Overall, following the third message on Good Friday which spoke of the betrayal and kissing, despite our having been assured on Holy Thursday that this abomination was "very near", there has no longer been any mention of the "particular insult" in the messages of Maria Divine Mercy. Furthermore, if one were to attempt to link the abomination with the kissing of feet, betrayal, or Crucifixion of the Catholic mentioned on Good Friday, such connection-making may only go so far since the messages do not necessarily present the abomination and betrayal or kissing of feet on Good Friday as the same thing. For all the explicit, clear prophecy which had earlier preceded, foretelling a "particular insult" which was to take place on Holy Week, we are left with indication of an abomination which is not all too particular.
By themselves, the messages of Maria Divine Mercy do not deliver on indicating what this "particular insult" was: "This wicked gesture, during Holy Week, [which would have been] seen by those who keep their eyes open." Following the ominous-sounding occurrences mentioned on Good Friday, Holy Week drew to a close with no further mention or indication as to what this "particular insult" was. Unless can search out some "wicked gesture" performed by Pope Francis during Holy Week, this is one prophecy which, for all its earlier definitive language, fell flat.
But, hold on! Someone has done just that: searched out something done by Pope Francis which may qualify as some sacrilege committed on Holy Week, and, here's a video which has been produced about it.
At first glance, one may say that this is not necessarily a "wicked gesture" to be seen by "those who keep their eyes open", but rather by those who by some chance have access to this obscure video of a portion of the Celebration of the Lord's Passion on Good Friday.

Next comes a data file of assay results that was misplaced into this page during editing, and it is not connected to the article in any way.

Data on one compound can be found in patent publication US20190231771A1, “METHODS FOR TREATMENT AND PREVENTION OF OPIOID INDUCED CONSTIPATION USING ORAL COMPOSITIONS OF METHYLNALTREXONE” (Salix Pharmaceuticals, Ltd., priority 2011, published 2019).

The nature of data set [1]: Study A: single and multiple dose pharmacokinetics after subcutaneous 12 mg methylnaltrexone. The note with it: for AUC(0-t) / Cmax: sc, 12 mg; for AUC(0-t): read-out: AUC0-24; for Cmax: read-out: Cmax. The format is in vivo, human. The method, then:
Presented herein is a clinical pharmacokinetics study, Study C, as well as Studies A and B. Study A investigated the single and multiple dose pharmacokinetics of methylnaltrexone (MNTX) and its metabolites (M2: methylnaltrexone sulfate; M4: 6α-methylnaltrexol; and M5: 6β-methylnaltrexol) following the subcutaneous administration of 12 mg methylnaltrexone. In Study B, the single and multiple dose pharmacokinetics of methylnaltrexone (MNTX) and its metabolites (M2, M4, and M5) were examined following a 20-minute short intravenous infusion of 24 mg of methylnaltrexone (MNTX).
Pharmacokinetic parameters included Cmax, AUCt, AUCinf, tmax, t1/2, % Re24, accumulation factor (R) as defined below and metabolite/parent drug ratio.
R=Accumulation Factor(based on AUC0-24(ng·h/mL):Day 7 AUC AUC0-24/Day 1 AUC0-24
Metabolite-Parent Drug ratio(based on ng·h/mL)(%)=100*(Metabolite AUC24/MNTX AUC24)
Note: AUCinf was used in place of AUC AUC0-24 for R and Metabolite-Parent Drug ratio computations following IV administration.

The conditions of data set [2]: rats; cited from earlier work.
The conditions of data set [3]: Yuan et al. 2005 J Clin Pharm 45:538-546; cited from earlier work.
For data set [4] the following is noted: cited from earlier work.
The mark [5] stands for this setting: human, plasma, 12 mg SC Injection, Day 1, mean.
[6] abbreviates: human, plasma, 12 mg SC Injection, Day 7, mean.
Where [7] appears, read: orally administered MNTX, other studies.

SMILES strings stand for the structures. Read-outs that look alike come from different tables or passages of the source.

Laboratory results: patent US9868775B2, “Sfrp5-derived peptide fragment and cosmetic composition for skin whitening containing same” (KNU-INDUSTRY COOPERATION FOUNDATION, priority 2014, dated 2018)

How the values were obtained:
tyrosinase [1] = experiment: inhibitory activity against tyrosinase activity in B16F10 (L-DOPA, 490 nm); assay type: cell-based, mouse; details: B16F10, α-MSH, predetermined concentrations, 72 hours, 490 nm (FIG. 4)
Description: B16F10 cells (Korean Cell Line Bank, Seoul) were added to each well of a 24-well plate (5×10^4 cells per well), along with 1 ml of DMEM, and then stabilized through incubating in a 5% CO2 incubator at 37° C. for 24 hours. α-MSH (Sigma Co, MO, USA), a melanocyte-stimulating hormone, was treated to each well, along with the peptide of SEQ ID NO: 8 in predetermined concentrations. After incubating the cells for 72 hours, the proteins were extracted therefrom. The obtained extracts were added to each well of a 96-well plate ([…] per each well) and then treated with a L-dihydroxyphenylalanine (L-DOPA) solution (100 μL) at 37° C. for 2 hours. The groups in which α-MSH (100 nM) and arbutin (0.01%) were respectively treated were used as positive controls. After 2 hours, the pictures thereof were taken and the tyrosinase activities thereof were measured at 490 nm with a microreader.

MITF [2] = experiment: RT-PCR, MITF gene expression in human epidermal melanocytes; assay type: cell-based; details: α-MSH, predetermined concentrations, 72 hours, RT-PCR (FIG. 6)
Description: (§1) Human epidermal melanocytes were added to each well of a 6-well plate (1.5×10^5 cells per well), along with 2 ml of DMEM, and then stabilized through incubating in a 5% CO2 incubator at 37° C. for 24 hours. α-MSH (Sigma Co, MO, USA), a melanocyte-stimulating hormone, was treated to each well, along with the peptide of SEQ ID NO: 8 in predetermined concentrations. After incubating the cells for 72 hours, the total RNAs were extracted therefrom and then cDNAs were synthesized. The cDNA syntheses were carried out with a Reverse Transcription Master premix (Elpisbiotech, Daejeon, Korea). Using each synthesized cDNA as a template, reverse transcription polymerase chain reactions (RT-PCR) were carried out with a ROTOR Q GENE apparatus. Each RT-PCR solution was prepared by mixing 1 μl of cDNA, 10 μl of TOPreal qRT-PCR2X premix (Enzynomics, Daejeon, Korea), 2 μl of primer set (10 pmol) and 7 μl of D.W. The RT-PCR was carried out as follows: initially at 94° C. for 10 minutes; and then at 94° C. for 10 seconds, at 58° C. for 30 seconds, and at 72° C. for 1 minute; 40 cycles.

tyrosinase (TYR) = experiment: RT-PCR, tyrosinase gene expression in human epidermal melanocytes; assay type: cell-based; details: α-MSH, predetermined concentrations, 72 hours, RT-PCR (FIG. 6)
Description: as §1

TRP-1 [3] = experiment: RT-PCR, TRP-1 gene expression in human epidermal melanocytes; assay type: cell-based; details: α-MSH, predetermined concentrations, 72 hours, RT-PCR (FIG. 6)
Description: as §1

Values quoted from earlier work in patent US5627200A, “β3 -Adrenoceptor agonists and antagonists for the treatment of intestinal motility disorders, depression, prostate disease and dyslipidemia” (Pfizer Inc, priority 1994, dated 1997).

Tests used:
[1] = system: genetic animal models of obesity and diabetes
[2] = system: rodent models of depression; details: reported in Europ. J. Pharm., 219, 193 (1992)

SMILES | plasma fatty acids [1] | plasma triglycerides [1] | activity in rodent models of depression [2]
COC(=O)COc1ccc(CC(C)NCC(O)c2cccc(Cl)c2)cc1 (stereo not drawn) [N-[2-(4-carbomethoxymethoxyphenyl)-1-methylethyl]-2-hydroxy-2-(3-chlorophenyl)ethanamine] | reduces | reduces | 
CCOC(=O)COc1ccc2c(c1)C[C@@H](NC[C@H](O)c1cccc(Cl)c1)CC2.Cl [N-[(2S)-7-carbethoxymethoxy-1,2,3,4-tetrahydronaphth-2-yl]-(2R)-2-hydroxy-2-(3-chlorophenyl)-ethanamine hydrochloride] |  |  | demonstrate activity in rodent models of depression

I am not yet able to verify whether the makers of this video have anything to do with Maria Divine Mercy. However, now all that language form the third message of Good Friday about kissing the feet of Jesus' servants, followers, and sinners, appears to start falling into place. So, if we are to momentarily ignore the contradiction that this distinction between Jesus' Feet and those of others has with the scriptural truth presented by the parable of the sheep and the goats, then we can see how this video clearly contrasts Pope Francis' not having kissed the feet of the crucifix on Good Friday, with his having kissed the feet of the youth upon washing their feet on Holy Thursday. But in order for this contrast to have weight, it must first be proven that the act of veneration Pope Francis performed with the crucifix by touching his forehead to it, and indeed not having kissed it, actually means anything. Though we may be used to seeing people kiss the feet of crucifixes as an act of veneration, is there anything indeed wrong in the first place with Pope Francis' not having kissed it?